The guide book says this walk is 13 miles, but it seemed far longer…my Fitbit suggested 15 miles. No matter, today was the first sunshine I’ve had on the Camino. The warm sun and cool air made for a good day of walking.
Pilgrims in general seemed to be in good spirits and I met a number of folks including a nice lady from South Africa who was petting the Appaloosa ponies as I walked by. We noticed that the paddock contained only pregnant mares and their little foals. Also met a group of young people from Denmark on their way to Santiago de Compostela, and Roger from Brazil who steered me back on the trail when I wondered off course in the fog of mile 14. Finally, I met my first American on the trail…a young guy between jobs with only time to go as far as Burgos. That made me realize that walking the entire Camino is not really consistent with the American way…a person from the US with the means/interest to walk the Camino would probably not have the time due to career constraints. One more addition to my Day 2 blog comments about pilgrim diversity…I saw my first 4 legged pilgrim. An Irish setter was walking ahead of me with 2 human pilgrims. Hope I will have a chance to meet him/her in the coming days. 😉
I am still walking through Basque Country, or the “Kingdom of Navarra”. The Basques are a very independent-minded people even resorting to violence over the years in an attempt to secure their independence from Spain and France. There are frequent reminders that this separatist mindset still prevails; I’ve included a picture of the tamest of these reminders.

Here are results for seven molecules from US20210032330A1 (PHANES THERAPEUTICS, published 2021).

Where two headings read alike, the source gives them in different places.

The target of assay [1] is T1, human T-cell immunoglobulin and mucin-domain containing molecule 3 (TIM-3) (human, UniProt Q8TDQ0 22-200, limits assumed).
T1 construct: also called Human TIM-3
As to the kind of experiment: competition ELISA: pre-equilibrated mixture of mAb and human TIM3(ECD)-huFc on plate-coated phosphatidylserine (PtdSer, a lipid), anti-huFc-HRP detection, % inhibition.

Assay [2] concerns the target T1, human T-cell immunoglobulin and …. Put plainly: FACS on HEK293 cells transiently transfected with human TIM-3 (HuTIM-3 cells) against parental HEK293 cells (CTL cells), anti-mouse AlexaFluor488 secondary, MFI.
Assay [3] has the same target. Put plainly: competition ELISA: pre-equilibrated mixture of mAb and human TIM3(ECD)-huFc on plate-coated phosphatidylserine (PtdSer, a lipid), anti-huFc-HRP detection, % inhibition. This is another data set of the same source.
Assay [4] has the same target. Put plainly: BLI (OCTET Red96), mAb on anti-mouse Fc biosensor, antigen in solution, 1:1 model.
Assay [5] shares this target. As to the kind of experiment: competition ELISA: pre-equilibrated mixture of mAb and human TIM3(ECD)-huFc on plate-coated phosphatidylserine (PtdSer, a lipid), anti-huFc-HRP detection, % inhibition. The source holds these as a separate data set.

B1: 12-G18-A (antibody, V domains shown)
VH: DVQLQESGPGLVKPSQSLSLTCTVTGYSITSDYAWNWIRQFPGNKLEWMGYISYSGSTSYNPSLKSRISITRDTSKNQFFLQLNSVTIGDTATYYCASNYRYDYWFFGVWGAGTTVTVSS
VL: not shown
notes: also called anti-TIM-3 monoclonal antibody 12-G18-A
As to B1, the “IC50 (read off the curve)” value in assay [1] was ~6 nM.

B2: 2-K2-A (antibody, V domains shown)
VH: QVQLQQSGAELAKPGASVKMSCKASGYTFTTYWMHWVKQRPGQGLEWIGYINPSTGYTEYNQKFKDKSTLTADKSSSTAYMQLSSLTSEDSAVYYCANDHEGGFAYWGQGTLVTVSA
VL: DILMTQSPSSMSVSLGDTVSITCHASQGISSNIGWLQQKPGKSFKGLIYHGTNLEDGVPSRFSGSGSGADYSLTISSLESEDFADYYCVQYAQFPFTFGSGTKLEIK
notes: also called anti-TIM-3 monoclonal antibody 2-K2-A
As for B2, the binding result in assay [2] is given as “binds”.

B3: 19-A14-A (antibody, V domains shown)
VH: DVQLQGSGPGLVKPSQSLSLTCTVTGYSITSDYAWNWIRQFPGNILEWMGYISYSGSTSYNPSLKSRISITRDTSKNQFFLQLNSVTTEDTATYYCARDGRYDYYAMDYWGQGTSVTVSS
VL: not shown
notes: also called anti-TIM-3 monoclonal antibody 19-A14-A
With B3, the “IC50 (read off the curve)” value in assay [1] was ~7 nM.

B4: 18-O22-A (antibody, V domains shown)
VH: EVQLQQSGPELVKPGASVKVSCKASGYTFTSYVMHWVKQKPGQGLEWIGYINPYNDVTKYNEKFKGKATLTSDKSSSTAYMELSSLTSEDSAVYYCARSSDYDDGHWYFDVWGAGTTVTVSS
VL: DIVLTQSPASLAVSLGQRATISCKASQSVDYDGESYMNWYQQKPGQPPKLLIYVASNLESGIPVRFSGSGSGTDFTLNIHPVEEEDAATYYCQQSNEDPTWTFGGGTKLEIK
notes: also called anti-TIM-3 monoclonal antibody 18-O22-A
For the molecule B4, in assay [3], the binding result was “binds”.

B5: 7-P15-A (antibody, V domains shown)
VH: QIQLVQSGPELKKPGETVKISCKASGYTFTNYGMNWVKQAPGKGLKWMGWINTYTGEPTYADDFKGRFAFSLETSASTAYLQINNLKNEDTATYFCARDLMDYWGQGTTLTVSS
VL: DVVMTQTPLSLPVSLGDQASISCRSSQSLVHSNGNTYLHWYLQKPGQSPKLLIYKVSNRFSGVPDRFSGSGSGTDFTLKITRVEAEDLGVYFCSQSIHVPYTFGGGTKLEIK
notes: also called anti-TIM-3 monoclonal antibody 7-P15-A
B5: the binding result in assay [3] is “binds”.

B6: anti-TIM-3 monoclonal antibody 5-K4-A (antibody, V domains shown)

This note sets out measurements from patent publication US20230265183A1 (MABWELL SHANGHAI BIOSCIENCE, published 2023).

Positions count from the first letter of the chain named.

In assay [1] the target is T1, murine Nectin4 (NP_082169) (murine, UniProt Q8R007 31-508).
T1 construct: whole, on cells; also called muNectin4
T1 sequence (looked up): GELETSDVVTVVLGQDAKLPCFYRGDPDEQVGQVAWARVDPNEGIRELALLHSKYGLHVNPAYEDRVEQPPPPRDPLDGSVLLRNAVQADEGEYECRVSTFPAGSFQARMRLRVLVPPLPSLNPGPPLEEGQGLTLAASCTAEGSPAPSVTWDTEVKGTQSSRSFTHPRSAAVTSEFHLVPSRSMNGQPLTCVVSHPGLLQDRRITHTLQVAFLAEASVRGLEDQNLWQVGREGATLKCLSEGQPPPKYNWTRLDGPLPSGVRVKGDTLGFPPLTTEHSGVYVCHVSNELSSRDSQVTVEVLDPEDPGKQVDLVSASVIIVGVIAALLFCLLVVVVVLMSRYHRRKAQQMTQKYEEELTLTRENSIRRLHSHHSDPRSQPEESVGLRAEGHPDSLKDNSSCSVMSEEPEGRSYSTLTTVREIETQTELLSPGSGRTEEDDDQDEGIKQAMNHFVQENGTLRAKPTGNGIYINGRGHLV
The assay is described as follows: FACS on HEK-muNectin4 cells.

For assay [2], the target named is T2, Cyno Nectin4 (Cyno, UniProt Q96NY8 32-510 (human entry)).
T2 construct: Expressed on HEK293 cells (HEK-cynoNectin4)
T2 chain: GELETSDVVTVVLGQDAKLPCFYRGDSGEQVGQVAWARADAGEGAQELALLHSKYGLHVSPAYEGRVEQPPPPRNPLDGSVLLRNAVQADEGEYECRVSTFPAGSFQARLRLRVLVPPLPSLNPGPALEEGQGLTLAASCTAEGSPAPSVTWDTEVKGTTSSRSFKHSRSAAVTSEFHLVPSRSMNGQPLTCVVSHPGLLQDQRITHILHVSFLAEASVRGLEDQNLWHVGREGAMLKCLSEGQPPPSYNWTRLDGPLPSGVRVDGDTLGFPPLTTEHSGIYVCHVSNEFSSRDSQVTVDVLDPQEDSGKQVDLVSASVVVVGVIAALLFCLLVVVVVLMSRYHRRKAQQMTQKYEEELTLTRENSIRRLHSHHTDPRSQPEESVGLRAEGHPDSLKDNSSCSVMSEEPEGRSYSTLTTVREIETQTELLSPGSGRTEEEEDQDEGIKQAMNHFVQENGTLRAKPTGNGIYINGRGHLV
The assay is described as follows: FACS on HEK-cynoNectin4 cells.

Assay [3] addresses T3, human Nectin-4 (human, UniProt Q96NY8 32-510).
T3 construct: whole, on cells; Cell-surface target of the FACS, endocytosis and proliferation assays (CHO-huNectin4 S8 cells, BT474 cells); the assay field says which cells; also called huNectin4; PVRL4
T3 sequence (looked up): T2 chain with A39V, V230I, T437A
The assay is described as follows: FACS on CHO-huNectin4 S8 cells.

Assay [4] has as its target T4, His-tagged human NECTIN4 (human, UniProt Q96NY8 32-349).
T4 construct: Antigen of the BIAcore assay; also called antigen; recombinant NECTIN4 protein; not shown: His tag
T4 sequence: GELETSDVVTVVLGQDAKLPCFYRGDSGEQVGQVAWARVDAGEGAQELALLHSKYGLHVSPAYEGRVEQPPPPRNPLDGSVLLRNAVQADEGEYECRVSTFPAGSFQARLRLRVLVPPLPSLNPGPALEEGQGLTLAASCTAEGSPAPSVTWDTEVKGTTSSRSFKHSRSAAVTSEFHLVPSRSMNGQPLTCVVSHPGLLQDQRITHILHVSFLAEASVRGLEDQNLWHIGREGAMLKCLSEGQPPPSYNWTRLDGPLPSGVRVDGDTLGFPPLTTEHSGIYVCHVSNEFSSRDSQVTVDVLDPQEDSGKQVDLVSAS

My destination for today, Pamplona, is a fairly large town best know for the Feast of San Fermin in which (drunken?) locals run with and away from a charging group of angry bulls. My knowledge of San Fermin is sketchy, but I am planning to attend mass at the Chapel of San Fermin shortly which is just a block from my hotel…perhaps I’ll learn more.
One more note about the area surrounding Pamplona which should be of interest to fellow Xavier graduates. The Jesuit order was co-founded by Ignatius of Loyola who was inspired while recovering from wounds suffered at the Battle of Pamplona. His co-founding partner was Francis of Javier (Xavier). Both were Basques from the area.
Tomorrow I’m off to the small village of Puente la Reina (Queen’s Bridge).